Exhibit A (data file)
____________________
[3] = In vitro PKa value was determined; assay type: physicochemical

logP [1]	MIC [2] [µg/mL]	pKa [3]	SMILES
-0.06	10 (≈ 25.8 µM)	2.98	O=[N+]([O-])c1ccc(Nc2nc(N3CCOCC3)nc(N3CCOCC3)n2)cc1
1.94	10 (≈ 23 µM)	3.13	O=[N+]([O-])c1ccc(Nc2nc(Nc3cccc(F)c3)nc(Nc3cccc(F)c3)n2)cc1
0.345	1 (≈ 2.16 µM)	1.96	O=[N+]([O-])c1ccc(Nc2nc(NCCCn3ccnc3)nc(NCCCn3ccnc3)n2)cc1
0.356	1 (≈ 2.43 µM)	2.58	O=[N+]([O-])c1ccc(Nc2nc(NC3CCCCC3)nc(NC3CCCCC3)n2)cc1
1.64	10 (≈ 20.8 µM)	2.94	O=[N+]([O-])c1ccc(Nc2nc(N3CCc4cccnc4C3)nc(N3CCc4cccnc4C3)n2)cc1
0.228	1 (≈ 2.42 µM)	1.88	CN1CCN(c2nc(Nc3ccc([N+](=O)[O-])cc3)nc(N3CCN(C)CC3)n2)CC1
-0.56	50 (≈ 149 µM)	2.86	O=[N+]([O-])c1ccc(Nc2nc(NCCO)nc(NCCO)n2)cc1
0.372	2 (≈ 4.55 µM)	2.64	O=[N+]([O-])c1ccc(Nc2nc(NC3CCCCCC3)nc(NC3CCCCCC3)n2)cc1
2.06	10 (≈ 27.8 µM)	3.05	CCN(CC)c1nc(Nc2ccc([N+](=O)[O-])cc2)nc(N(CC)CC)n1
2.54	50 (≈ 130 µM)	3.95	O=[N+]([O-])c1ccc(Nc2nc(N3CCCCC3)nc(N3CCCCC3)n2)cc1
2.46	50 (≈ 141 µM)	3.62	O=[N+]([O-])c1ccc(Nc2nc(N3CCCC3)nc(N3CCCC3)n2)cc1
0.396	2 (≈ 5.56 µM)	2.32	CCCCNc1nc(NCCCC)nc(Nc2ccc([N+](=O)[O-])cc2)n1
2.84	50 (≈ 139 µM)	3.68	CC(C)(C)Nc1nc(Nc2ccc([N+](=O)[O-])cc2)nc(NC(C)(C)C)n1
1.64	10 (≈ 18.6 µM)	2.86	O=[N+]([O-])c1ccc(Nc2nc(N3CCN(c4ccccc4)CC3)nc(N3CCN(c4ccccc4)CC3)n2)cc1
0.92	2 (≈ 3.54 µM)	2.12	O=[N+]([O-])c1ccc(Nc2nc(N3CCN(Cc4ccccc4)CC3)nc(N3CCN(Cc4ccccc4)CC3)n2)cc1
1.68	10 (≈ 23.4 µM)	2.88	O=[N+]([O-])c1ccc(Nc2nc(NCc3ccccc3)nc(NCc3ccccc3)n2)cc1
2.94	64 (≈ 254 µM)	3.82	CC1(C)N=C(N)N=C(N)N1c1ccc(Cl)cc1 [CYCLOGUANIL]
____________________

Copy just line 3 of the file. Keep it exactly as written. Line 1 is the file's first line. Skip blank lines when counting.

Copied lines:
-0.06	10 (≈ 25.8 µM)	2.98	O=[N+]([O-])c1ccc(Nc2nc(N3CCOCC3)nc(N3CCOCC3)n2)cc1